GABA boost: Gamma aminobutyric acid (GABA) is a compound produced naturally in our brains. Because it’s been linked to reduced feelings of anxiety, some people take supplements or eat foods with high levels of GABA to relieve stress, sleep better, and lower blood pressure.
Some plants are even cultivated to have higher-than-normal GABA levels, but the farming techniques used to do that can be labor intensive and affect crop yields.
The gene-edited tomato contains four to five times as much GABA as its unedited counterpart.
Gene-edited tomato: Now, Japanese researchers have used CRISPR to create a tomato that produces less of an enzyme that breaks down the plant’s natural GABA. The resulting gene-edited tomato contains four to five times as much GABA as its unedited counterpart.
Because the researchers didn’t add anything to the tomatoes’ genome, Japanese authorities decided in December that the fruits needn’t be regulated as “genetically modified” crops, saving the team from a long and expensive approval process.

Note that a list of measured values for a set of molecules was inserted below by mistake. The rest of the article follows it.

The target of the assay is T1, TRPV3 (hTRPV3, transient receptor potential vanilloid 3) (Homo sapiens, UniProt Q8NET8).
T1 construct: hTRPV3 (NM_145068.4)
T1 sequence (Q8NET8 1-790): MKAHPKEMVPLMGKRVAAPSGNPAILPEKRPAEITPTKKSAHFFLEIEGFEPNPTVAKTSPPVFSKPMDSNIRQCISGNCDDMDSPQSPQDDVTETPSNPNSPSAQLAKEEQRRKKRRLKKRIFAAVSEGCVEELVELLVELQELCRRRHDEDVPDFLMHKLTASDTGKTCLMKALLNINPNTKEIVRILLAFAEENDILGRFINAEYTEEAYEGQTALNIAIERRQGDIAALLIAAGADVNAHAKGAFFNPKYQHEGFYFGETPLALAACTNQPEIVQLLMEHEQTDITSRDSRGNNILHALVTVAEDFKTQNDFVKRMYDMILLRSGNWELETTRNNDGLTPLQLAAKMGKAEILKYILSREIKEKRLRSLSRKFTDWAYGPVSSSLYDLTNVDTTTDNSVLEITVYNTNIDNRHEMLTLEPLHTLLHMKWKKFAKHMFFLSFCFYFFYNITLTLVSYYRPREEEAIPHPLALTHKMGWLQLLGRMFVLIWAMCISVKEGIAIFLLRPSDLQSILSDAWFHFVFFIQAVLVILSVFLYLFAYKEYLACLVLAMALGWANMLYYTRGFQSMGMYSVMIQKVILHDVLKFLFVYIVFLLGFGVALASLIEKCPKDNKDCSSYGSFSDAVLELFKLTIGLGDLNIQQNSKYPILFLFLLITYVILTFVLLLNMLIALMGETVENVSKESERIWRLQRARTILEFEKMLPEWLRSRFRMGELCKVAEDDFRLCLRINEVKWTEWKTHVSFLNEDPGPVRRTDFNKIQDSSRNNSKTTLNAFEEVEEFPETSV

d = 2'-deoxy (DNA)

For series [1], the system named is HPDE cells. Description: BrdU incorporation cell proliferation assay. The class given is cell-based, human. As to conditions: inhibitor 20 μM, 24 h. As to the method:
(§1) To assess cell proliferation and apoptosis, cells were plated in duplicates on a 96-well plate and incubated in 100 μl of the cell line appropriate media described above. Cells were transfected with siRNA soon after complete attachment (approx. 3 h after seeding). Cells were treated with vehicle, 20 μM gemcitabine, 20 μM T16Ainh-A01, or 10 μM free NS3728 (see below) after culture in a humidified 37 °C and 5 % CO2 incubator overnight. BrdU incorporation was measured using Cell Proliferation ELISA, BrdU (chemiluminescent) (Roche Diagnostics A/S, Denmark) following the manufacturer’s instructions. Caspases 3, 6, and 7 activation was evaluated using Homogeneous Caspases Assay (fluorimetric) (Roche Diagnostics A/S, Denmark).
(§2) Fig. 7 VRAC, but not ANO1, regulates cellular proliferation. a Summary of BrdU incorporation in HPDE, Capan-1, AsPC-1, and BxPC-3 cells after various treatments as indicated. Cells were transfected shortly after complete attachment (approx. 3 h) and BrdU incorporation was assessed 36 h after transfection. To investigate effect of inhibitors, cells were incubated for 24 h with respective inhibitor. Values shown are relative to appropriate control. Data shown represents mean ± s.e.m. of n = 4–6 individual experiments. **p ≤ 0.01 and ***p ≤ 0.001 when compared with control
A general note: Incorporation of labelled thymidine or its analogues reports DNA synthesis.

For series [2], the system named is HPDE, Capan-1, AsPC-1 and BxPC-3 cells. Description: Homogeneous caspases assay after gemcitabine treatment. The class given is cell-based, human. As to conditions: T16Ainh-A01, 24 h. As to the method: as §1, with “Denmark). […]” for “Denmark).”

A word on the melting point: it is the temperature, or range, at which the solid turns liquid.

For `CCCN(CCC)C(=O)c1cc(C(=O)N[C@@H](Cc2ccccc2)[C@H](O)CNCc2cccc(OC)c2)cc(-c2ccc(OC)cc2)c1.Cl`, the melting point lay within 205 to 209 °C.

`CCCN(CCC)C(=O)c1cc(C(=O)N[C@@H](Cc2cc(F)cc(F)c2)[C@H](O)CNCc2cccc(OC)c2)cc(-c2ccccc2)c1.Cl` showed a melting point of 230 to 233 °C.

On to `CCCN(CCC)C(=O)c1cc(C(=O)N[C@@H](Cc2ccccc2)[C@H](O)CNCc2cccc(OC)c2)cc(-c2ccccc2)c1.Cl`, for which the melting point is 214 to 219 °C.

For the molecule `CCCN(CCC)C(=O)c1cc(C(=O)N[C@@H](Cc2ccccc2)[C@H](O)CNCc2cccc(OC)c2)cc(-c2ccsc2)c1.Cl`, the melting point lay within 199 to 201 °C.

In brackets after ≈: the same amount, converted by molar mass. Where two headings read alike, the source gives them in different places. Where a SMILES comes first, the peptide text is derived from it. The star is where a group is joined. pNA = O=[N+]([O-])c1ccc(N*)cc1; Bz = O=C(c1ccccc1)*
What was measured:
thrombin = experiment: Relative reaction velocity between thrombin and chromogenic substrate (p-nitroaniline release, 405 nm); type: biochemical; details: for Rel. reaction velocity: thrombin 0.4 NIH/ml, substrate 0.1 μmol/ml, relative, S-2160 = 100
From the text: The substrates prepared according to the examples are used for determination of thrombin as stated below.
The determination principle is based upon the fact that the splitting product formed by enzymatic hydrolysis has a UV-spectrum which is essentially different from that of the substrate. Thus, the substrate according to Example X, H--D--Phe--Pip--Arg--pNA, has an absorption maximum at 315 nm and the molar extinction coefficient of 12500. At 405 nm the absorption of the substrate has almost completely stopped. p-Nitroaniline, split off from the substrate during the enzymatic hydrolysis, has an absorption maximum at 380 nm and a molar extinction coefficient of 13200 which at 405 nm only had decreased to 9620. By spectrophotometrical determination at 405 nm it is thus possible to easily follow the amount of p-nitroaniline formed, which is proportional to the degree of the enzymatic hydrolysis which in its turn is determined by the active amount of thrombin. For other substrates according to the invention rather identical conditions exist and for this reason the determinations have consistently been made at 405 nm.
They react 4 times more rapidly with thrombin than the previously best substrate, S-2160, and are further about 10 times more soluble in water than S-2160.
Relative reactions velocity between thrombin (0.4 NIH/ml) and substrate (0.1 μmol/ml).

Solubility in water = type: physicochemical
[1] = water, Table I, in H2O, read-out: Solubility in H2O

In early 2021, the researchers started giving away Sicilian Rouge High GABA seedlings, and on September 17, they announced plans to begin selling the tomatoes themselves through the Sanatech Seed startup.
A 6.6 pound box of the gene-edited tomatoes costs about $68.
The bigger picture: The tomatoes appear to be the first CRISPR-edited food to be sold commercially anywhere in the world (a CRISPR-edited fish is being sold on a trial basis through a Japanese crowdfunding campaign).
However, the gene-edited tomato isn’t the first edited food to hit consumers’ plates — a cooking oil made from soybeans, edited using a different tech, went on sale in the U.S. in 2019.
CRISPR is lauded for its precision and ease of use compared to other gene-editing technologies, though, and now that one food developed using the technology is out in the world, we could see many more follow suit.
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